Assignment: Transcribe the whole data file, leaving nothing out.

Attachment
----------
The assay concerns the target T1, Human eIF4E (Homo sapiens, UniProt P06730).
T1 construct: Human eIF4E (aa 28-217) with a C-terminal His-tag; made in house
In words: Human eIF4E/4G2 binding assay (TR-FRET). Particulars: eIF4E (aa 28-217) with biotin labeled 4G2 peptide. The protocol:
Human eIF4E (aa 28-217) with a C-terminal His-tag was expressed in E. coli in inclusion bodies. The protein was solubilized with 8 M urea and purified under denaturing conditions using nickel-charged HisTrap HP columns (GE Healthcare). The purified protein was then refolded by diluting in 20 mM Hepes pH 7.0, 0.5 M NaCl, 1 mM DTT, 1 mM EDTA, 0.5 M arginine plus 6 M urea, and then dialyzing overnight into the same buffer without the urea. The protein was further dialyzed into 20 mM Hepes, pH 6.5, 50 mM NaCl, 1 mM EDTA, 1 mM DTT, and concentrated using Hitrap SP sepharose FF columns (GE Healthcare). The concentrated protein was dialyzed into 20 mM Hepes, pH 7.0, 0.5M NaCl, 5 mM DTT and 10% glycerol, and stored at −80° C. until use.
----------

The assay concerns the target T1, Human eIF4E (Homo sapiens, UniProt P06730).
T1 construct: Human eIF4E (aa 28-217) with a C-terminal His-tag; made in house
In words: Human eIF4E/4G2 binding assay (TR-FRET). Particulars: eIF4E (aa 28-217) with biotin labeled 4G2 peptide. The protocol:
Human eIF4E (aa 28-217) with a C-terminal His-tag was expressed in E. coli in inclusion bodies. The protein was solubilized with 8 M urea and purified under denaturing conditions using nickel-charged HisTrap HP columns (GE Healthcare). The purified protein was then refolded by diluting in 20 mM Hepes pH 7.0, 0.5 M NaCl, 1 mM DTT, 1 mM EDTA, 0.5 M arginine plus 6 M urea, and then dialyzing overnight into the same buffer without the urea. The protein was further dialyzed into 20 mM Hepes, pH 6.5, 50 mM NaCl, 1 mM EDTA, 1 mM DTT, and concentrated using Hitrap SP sepharose FF columns (GE Healthcare). The concentrated protein was dialyzed into 20 mM Hepes, pH 7.0, 0.5M NaCl, 5 mM DTT and 10% glycerol, and stored at −80° C. until use.